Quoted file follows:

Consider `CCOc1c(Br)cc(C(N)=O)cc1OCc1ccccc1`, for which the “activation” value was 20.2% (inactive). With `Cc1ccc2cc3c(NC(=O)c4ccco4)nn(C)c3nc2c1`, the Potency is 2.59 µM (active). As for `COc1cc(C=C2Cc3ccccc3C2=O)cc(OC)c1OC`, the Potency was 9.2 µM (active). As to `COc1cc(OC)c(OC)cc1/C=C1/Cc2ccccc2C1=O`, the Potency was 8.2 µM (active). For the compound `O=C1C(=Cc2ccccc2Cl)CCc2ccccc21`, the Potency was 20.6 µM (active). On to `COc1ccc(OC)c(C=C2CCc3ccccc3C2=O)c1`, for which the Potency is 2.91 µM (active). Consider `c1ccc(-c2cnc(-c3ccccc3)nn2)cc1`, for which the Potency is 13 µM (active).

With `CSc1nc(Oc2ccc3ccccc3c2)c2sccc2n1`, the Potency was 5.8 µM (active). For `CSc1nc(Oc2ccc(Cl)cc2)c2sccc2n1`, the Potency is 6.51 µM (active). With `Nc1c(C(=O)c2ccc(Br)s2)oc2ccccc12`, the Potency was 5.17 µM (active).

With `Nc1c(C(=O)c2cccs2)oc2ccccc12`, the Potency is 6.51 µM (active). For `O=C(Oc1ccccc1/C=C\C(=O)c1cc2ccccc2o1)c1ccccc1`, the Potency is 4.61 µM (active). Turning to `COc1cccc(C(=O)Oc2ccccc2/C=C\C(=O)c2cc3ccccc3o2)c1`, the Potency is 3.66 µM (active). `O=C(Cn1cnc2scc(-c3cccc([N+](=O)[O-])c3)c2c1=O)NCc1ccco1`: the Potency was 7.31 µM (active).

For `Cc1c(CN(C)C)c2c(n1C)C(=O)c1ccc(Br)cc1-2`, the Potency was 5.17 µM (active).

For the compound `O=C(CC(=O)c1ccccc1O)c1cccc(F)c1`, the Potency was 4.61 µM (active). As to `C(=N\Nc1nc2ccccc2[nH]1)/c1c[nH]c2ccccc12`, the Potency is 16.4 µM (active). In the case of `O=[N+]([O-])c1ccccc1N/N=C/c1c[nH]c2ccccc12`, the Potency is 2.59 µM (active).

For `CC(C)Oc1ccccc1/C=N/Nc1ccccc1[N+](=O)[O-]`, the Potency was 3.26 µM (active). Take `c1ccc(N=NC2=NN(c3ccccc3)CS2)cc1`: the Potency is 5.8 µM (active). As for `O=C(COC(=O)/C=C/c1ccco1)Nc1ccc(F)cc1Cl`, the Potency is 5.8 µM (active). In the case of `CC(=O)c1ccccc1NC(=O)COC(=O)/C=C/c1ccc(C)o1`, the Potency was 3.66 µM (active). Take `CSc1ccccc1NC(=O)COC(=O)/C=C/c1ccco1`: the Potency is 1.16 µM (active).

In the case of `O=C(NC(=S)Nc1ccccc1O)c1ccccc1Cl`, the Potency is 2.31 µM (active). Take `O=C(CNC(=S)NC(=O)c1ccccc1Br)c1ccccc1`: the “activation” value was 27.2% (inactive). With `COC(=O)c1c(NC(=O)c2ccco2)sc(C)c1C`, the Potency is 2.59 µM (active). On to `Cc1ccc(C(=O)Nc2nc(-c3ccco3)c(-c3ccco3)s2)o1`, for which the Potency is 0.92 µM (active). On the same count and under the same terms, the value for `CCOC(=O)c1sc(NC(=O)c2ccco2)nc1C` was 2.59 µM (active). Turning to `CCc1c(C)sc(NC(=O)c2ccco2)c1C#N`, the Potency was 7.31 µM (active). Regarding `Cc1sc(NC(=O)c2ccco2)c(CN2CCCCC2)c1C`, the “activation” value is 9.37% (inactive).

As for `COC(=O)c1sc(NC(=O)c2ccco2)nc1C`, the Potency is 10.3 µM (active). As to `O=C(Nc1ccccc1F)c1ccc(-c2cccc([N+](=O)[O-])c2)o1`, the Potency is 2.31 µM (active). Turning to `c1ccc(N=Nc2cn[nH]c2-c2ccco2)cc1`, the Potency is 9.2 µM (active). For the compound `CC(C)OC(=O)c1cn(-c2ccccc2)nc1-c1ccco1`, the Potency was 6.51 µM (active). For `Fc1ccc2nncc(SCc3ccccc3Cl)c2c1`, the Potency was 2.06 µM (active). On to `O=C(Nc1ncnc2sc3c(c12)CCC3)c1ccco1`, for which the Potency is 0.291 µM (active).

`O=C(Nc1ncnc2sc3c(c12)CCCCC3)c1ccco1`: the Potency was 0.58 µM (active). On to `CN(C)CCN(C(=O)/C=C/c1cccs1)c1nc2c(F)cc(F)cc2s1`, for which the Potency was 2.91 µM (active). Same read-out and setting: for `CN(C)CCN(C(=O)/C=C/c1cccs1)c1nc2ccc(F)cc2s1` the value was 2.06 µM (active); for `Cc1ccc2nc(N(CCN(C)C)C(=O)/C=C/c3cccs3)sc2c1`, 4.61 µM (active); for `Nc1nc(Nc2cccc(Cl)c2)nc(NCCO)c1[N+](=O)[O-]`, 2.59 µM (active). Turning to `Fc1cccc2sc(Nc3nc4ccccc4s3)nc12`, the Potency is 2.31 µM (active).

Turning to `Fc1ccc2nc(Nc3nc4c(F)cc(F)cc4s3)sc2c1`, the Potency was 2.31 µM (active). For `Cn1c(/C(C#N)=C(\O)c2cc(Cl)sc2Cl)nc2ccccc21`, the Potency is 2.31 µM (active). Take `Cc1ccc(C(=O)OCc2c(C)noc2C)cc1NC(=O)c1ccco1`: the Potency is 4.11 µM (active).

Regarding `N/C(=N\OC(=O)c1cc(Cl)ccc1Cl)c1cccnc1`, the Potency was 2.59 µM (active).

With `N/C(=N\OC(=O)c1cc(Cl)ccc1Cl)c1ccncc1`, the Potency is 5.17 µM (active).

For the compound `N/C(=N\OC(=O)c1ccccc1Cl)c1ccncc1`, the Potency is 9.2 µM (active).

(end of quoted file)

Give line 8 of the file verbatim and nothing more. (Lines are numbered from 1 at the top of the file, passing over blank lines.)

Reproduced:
As for `COC(=O)c1sc(NC(=O)c2ccco2)nc1C`, the Potency is 10.3 µM (active). As to `O=C(Nc1ccccc1F)c1ccc(-c2cccc([N+](=O)[O-])c2)o1`, the Potency is 2.31 µM (active). Turning to `c1ccc(N=Nc2cn[nH]c2-c2ccco2)cc1`, the Potency is 9.2 µM (active). For the compound `CC(C)OC(=O)c1cn(-c2ccccc2)nc1-c1ccco1`, the Potency was 6.51 µM (active). For `Fc1ccc2nncc(SCc3ccccc3Cl)c2c1`, the Potency was 2.06 µM (active). On to `O=C(Nc1ncnc2sc3c(c12)CCC3)c1ccco1`, for which the Potency is 0.291 µM (active).